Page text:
It’s that time again in our part of the world: olive-picking time. In Longoio we are near the top height for growing olives (and vines) – 1750 feet. This year for the very first time we’ve got something worth picking in our miniscule grove of twenty-odd trees. The afternoon was gorgeously autumnal and two of my cats, Cheekie and grand master Napoleon came down with me.
There was a surprising lot of berries to pick.
As my cats love climbing up trees I had a wild idea of training them to ascent up the olive trees and help the precious fruits drop. After all, more technically advanced people have a machine which, with a rubber band attached, shakes the tree so that the olives drop down into a net.
But my cats seemed uninterested in learning this skill and just lay in the dazzling sun and watched or played in chasing phantom fiends across the lush grass.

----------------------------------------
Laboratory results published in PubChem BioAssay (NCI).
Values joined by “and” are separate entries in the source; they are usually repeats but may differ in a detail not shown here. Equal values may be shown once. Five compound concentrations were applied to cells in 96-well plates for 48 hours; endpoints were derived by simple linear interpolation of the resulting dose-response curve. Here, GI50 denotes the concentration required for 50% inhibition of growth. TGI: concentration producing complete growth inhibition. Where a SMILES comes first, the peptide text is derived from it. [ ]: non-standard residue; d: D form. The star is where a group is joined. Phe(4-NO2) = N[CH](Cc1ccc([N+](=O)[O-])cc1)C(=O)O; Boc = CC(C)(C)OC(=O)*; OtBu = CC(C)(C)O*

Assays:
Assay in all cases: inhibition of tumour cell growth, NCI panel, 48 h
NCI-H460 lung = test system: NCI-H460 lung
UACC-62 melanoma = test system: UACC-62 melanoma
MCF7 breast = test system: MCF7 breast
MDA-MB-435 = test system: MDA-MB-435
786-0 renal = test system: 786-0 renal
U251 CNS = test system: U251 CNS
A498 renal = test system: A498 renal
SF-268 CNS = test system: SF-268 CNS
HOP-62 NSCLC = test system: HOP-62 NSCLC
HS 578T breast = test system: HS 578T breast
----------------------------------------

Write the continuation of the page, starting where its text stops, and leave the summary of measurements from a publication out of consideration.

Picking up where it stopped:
My system was a little more primitive I have to say, Most of the olives aren’t very tall so I just picked them by hand or used a rake to reach the top-most branches.
Then it was back home for the three of us. I’ll be back tomorrow to my orto to see if I can glean more olives from my maturing trees.
If those of you living in northern climes think all this is irrelevant think again. There are now olive groves in southern England (see http://www.bbc.com/news/uk-england-kent-18551076 ) and, indeed, some London streets are lined with them (ever been down Islington’s Fife terrace?). Whether the fruit will be as succulent as that coming from the deep south of Europe is another matter of course…
Plant you own little olive tree and wait and see. The olive is a sacred tree redolent of peace and harmony and everything that can be said to be positive in our disquieting human nature.